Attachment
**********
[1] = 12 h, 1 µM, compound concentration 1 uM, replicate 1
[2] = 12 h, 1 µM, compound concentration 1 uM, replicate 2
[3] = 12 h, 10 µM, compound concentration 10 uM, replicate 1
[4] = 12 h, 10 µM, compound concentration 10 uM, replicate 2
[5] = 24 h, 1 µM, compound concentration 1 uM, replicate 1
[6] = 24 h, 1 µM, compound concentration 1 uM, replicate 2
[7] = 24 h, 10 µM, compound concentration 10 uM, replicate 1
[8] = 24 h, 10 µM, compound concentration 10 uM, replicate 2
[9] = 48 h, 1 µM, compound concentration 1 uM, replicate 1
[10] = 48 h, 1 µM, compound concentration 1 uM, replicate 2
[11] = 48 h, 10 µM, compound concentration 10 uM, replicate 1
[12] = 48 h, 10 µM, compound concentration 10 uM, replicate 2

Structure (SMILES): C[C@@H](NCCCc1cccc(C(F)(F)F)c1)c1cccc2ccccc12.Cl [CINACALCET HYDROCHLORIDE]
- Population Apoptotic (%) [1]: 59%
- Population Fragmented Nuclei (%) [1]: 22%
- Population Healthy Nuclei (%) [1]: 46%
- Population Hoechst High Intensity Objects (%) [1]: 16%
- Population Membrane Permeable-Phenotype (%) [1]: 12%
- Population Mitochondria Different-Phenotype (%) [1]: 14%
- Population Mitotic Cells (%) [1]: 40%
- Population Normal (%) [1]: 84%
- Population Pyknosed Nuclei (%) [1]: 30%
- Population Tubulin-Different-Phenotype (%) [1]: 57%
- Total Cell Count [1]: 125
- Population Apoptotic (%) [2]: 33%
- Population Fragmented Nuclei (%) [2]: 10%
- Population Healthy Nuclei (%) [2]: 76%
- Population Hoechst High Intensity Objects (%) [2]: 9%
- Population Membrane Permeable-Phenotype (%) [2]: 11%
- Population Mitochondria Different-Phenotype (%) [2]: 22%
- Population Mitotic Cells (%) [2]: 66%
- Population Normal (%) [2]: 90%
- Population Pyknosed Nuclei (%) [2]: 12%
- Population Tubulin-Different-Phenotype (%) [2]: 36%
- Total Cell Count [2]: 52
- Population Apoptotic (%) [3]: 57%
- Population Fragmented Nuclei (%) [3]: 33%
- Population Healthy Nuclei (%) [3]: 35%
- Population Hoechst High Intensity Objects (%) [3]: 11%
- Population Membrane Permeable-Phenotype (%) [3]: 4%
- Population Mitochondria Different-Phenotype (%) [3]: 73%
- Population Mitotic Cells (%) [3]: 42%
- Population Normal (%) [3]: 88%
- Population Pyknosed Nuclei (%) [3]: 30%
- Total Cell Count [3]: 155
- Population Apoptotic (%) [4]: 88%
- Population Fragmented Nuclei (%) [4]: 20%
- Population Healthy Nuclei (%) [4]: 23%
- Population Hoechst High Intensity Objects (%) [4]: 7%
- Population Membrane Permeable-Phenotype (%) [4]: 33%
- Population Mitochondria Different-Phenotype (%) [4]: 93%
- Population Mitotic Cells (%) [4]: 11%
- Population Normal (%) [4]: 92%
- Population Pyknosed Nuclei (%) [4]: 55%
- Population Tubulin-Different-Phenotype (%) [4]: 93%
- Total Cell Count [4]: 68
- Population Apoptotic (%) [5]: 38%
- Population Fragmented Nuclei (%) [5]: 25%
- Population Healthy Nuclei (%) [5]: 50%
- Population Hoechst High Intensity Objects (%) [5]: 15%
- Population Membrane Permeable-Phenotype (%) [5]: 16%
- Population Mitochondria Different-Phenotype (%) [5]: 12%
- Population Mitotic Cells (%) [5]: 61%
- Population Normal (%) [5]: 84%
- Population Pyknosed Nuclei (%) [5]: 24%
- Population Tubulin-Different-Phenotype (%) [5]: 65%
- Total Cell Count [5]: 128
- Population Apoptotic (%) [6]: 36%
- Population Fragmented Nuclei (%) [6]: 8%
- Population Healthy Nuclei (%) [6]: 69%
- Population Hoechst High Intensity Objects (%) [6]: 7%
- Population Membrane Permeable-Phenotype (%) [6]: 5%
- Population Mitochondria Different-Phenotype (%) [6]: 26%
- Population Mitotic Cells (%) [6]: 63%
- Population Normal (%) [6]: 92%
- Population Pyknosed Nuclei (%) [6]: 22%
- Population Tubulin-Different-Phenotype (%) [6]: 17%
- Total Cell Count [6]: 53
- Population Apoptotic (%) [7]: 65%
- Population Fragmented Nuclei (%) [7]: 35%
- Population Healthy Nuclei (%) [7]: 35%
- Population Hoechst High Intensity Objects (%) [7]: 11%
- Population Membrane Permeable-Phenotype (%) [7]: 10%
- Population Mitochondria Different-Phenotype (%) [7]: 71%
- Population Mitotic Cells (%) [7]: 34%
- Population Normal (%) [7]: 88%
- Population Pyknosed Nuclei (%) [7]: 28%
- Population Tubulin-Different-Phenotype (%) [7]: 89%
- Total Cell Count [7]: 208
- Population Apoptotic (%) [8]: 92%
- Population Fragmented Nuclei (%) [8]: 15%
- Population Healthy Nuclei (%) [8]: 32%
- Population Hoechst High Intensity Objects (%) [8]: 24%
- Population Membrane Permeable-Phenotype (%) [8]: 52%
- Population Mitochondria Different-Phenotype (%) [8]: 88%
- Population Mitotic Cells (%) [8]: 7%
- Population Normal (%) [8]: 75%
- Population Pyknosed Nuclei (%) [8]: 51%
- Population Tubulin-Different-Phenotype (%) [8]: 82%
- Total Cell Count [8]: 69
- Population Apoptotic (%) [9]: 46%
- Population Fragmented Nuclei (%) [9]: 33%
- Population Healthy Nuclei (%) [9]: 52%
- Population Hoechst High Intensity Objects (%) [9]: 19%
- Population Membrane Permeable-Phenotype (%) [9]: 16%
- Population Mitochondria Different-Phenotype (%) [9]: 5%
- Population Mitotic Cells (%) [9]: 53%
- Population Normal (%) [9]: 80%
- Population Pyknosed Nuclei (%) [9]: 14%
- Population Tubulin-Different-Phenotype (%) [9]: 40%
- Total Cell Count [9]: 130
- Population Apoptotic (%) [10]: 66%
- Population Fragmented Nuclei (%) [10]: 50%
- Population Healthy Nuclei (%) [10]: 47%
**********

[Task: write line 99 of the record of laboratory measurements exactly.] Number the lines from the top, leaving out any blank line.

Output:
- Population Tubulin-Different-Phenotype (%) [8]: 82%